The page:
1. ^ Vaughan DE (Aug 2005). "PAI-1 and atherothrombosis". Journal of Thrombosis and Haemostasis 3 (8): 1879–83.  
  2. ^ Elokdah H, Abou-Gharbia M, Hennan JK, McFarlane G, Mugford CP, Krishnamurthy G, Crandall DL (July 2004). "Tiplaxtinin, a novel, orally efficacious inhibitor of plasminogen activator inhibitor-1: design, synthesis, and preclinical characterization". J. Med. Chem. 47 (14): 3491–4.  
  3. ^ Boncela J, Papiewska I, Fijalkowska I, Walkowiak B, Cierniewski CS (Sep 2001). "Acute phase protein alpha 1-acid glycoprotein interacts with plasminogen activator inhibitor type 1 and stabilizes its inhibitory activity". J. Biol. Chem. 276 (38): 35305–11.  

Further reading

  • Mimuro J (1991). "[Type 1 plasminogen activator inhibitor: its role in biological reactions]". Rinsho Ketsueki 32 (5): 487–9.  
  • Binder BR, Christ G, Gruber F, Grubic N, Hufnagl P, Krebs M, Mihaly J, Prager GW (2002). "Plasminogen activator inhibitor 1: physiological and pathophysiological roles". News Physiol. Sci. 17: 56–61.  
  • Eddy AA (2002). "Plasminogen activator inhibitor-1 and the kidney". Am. J. Physiol. Renal Physiol. 283 (2): F209–20.  
  • Schroeck F, Arroyo de Prada N, Sperl S, Schmitt M, Viktor M (2003). "Interaction of plasminogen activator inhibitor type-1 (PAI-1) with vitronectin (Vn): mapping the binding sites on PAI-1 and Vn". Biol. Chem. 383 (7–8): 1143–9.  
  • Gils A, Declerck PJ (2004). "The structural basis for the pathophysiological relevance of PAI-I in cardiovascular diseases and the development of potential PAI-I inhibitors". Thromb. Haemost. 91 (3): 425–37.  
  • Durand MK, Bødker JS, Christensen A, Dupont DM, Hansen M, Jensen JK, Kjelgaard S, Mathiasen L, Pedersen KE, Skeldal S, Wind T, Andreasen PA (2004). "Plasminogen activator inhibitor-I and tumour growth, invasion, and metastasis". Thromb. Haemost. 91 (3): 438–49.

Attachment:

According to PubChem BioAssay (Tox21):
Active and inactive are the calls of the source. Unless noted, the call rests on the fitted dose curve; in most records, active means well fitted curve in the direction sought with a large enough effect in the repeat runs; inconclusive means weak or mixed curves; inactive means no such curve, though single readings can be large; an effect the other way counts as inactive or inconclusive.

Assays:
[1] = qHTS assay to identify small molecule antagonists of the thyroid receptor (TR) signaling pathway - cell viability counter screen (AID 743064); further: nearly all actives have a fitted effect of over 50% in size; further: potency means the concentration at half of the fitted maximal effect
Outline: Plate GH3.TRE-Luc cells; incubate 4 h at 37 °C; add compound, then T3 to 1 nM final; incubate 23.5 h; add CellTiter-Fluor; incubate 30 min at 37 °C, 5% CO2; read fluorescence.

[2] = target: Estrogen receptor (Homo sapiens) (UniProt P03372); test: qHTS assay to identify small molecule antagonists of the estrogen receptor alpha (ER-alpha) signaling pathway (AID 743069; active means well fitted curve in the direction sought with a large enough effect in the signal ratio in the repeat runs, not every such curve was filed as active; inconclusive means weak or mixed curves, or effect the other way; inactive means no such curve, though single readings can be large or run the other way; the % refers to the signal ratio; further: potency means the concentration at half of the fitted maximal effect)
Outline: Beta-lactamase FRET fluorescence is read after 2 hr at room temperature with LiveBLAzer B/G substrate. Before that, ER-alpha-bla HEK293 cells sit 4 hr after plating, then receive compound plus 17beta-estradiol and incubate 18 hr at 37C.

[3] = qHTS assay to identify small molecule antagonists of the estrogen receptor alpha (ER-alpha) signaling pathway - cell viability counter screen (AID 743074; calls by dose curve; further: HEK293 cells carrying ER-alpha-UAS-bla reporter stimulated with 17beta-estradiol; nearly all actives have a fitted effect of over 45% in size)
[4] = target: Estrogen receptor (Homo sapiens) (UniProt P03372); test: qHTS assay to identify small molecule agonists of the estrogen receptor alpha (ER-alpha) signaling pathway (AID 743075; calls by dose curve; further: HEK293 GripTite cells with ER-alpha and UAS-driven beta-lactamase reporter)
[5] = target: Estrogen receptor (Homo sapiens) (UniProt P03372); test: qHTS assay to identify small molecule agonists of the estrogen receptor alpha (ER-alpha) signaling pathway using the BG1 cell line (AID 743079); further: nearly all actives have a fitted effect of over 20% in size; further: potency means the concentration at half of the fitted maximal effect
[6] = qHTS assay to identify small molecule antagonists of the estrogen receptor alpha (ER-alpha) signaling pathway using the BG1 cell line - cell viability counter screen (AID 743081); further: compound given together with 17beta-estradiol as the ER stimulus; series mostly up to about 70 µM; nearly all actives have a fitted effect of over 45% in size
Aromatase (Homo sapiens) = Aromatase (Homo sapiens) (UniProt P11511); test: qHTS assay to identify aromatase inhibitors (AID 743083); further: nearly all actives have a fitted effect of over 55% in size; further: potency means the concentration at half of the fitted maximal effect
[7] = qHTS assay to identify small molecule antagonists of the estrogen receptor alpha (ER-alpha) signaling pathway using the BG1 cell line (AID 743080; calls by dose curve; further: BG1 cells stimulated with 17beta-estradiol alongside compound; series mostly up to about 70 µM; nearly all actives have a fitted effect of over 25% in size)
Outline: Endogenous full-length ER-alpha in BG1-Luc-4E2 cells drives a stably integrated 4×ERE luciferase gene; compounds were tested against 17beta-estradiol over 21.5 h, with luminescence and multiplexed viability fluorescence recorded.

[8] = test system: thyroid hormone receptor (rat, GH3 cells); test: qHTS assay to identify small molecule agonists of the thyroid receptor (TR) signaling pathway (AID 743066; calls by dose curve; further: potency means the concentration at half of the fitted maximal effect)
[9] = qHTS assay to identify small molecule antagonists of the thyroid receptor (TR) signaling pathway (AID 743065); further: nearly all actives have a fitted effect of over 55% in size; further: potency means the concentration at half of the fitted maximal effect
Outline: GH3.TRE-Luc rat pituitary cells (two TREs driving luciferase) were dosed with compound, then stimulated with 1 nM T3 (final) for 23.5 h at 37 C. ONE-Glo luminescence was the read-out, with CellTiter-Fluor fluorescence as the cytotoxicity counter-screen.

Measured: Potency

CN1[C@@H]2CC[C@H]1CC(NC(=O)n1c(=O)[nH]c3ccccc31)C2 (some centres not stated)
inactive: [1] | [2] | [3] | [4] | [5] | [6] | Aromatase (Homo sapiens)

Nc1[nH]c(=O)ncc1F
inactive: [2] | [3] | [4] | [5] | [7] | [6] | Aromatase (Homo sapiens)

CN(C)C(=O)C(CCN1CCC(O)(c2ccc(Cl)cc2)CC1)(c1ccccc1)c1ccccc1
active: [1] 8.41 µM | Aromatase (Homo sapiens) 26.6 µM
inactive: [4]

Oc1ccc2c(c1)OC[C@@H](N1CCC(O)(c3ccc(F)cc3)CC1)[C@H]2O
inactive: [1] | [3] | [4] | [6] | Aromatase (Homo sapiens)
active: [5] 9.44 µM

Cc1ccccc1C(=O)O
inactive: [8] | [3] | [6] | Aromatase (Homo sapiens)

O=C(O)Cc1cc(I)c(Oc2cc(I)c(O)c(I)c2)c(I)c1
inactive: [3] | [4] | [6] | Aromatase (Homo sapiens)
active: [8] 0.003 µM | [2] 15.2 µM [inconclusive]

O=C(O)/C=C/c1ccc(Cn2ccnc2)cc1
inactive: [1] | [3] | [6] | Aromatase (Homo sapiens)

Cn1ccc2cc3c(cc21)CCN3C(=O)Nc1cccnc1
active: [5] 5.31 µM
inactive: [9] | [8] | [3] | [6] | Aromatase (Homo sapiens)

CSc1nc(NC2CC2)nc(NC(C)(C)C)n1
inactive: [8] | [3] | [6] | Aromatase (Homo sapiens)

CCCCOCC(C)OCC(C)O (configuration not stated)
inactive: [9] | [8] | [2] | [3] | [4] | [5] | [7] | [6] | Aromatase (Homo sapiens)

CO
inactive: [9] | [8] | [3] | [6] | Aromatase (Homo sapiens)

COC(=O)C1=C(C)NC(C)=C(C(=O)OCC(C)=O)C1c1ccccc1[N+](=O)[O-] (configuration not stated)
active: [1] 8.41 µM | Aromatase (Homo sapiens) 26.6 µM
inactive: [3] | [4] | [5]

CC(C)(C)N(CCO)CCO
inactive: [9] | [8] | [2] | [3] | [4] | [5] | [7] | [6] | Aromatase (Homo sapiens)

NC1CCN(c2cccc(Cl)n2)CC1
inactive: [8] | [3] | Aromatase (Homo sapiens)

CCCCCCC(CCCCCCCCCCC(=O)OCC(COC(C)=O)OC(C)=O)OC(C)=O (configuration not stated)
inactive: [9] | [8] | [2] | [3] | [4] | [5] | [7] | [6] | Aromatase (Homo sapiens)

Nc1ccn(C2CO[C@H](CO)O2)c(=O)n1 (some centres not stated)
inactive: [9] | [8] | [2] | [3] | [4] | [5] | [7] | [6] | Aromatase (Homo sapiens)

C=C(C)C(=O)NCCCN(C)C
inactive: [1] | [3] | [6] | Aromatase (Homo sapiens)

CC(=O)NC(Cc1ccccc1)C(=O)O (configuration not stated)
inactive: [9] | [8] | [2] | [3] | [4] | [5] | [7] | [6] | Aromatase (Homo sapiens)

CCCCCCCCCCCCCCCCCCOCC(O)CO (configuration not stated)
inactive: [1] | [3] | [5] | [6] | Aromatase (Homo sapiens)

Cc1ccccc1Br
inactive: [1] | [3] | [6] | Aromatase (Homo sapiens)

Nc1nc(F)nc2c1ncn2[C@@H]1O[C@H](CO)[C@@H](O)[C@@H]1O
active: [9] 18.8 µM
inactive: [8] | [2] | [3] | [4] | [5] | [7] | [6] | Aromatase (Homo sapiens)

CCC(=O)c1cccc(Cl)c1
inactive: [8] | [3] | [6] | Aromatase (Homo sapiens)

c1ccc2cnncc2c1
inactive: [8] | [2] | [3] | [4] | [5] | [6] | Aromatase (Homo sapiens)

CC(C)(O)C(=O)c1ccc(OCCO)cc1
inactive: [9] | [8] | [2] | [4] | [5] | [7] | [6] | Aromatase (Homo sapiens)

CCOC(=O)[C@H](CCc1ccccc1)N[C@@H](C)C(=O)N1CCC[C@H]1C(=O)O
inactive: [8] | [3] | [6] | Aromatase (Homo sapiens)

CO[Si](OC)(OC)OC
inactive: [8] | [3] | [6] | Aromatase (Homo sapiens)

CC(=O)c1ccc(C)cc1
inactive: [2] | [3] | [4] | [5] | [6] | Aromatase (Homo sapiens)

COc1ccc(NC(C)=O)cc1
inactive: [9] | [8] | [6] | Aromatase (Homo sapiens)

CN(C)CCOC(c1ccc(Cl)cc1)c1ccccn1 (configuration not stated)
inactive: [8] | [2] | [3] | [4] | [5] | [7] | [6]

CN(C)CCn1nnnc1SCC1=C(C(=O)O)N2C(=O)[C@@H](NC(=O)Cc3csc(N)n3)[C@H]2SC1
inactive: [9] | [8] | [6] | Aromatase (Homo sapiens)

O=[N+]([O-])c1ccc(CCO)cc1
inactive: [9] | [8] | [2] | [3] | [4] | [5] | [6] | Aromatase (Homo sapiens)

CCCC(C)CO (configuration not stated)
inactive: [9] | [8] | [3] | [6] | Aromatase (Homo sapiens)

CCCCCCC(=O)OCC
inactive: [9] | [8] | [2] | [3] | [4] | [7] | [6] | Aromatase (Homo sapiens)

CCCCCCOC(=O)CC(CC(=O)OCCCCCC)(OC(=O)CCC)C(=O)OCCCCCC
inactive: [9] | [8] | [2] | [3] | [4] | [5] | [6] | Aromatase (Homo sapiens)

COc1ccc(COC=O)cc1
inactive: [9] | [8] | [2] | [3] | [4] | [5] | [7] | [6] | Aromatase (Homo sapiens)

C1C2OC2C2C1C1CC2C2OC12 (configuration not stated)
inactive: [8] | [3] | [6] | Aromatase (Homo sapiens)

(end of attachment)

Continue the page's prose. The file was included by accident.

• Harbeck N, Kates RE, Gauger K, Willems A, Kiechle M, Magdolen V, Schmitt M (2004). "Urokinase-type plasminogen activator (uPA) and its inhibitor PAI-I: novel tumor-derived factors with a high prognostic and predictive impact in breast cancer". Thromb. Haemost. 91 (3): 450–6.  
  • Hertig A, Rondeau E (2004). "Plasminogen activator inhibitor type 1: the two faces of the same coin". Curr. Opin. Nephrol. Hypertens. 13 (1): 39–44.  
  • Hoekstra T, Geleijnse JM, Schouten EG, Kluft C (2004). "Plasminogen activator inhibitor-type 1: its plasma determinants and relation with cardiovascular risk". Thromb. Haemost. 91 (5): 861–72.  
  • Lijnen HR (2005). "Pleiotropic functions of plasminogen activator inhibitor-1". J. Thromb. Haemost. 3 (1): 35–45.  
  • De Taeye B, Smith LH, Vaughan DE (2005). "Plasminogen activator inhibitor-1: a common denominator in obesity, diabetes and cardiovascular disease". Current Opinion in Pharmacology 5 (2): 149–54.  
  • Dellas C, Loskutoff DJ (2005). "Historical analysis of PAI-1 from its discovery to its potential role in cell motility and disease". Thromb. Haemost. 93 (4): 631–40.  
  • Könsgen D, Mustea A, Lichtenegger W, Sehouli J (2005). "[Role of PAI-1 in gynaecological malignancies]". Zentralblatt für Gynäkologie 127 (3): 125–31.  
  • Hermans PW, Hazelzet JA (2007). "Plasminogen activator inhibitor type 1 gene polymorphism and sepsis". Clin. Infect. Dis. 41 Suppl 7: S453–8.  
  • Alessi MC, Poggi M, Juhan-Vague I (2007). "Plasminogen activator inhibitor-1, adipose tissue and insulin resistance". Curr. Opin. Lipidol. 18 (3): 240–5.  

External links

  • The MEROPS online database for peptidases and their inhibitors: I04.020
  • Plasminogen Activator Inhibitor 1 at the US National Library of Medicine Medical Subject Headings (MeSH)